A report by Peter Schmidt in the Chronicle, here:
The former assistant professor at the University of Michigan at Ann Arbor says he had no idea what he was walking into when two administrators there summoned him to a meeting.
An email from the two mentioned only concerns about his “alleged interaction with university students.” At the meeting, he says, their casual tone and his own belief that he had done nothing wrong prompted him to candidly discuss having dated an undergraduate after she finished taking a course from him.
The 2012 meeting turned out to be “a setup,” recalls the former Michigan faculty member, who spoke to The Chronicle on the condition that it not identify him because he and the woman he had dated already have been harassed online.
The administrators, he says, soon used statements against him as part of a sexual-misconduct investigation. Months later, officials there declared that he had violated “the spirit of” a university rule barring romantic relationships between instructors and their students.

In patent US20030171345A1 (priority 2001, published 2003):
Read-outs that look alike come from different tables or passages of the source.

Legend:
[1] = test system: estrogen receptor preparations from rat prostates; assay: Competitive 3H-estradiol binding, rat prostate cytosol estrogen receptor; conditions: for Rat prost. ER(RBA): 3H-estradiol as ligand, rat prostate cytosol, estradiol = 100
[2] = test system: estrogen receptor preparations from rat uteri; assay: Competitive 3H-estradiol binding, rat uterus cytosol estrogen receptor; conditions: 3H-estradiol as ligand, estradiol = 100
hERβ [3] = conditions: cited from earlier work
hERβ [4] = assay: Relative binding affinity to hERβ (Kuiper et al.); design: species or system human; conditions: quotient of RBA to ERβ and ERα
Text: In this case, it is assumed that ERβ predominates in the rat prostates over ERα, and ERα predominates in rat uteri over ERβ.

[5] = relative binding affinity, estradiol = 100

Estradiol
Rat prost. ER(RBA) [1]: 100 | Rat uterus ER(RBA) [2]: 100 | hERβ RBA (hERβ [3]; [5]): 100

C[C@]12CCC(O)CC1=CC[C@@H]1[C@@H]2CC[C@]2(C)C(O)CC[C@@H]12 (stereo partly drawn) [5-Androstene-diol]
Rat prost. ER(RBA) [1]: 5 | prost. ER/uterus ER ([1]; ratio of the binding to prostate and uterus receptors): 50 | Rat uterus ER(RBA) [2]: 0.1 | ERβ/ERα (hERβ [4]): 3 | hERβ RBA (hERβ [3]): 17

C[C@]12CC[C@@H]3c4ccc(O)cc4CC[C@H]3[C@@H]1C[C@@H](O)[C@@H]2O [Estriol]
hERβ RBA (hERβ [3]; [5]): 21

He faced sanctions that included a salary freeze and a three-year postponement of his eligibility for tenure, which he had been on the verge of receiving. Told he could appeal his punishment but not the administration’s finding of guilt, he chose to resign. …
The report from the UM faculty committee is here.
On review of the FHC’s report and other materials, SACUA concurs with the conclusions of the FHC that the procedures for handling allegations against faculty lack the most basic elements of fairness and due process and that, in “each of the three cases investigated,…the process was deeply flawed” (Report of the SACUA Faculty Hearing Committee, Dec. 8, 2014 (hereafter FHC), p. 17). More specifically, we conclude, based on the available record, that
1. The procedures of the Office of Institutional Equity currently in effect, as presented in their policy documents, lack adequate due process protections for faculty subject to OIE investigations, including fair and adequate notice, fair investigation processes, and the ability to appeal OIE findings and decisions based on such findings.
2. In carrying out its inquiries, OIE sometimes fails to follow its stated procedures or exploits discretion in its procedures to deviate from “typical” practices, without justification and to the detriment of respondents.
3. Both OIE and AHR are staffed by employees who lack the academic backgrounds necessary to evaluate matters of an academic nature and whose status as employees subordinate and reporting to the executive officers of the University creates a conflict of interest inconsistent with their professed neutrality. …